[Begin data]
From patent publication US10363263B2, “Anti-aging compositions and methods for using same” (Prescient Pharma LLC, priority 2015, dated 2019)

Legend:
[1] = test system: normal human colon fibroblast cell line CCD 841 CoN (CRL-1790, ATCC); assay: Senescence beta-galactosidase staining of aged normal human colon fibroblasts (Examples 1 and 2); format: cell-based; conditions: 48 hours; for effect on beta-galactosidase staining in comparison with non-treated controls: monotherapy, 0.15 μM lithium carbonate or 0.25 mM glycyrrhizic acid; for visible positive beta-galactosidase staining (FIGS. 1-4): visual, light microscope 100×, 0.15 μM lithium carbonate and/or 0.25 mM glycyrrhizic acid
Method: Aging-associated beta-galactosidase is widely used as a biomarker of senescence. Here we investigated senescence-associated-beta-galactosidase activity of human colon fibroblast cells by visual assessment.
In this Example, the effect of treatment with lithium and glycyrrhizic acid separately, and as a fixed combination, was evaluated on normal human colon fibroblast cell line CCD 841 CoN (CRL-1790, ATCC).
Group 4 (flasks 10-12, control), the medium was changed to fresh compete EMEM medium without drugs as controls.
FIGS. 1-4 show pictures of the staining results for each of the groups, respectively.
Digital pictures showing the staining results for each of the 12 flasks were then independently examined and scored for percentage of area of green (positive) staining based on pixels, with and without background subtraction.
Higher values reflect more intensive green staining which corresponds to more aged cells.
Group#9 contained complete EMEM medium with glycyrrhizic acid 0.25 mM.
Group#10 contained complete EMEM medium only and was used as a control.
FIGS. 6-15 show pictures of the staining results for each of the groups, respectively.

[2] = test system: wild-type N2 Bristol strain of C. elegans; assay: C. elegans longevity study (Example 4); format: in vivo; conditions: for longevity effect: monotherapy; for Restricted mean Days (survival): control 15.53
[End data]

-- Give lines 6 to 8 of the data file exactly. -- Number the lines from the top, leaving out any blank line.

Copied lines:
Group 4 (flasks 10-12, control), the medium was changed to fresh compete EMEM medium without drugs as controls.
FIGS. 1-4 show pictures of the staining results for each of the groups, respectively.
Digital pictures showing the staining results for each of the 12 flasks were then independently examined and scored for percentage of area of green (positive) staining based on pixels, with and without background subtraction.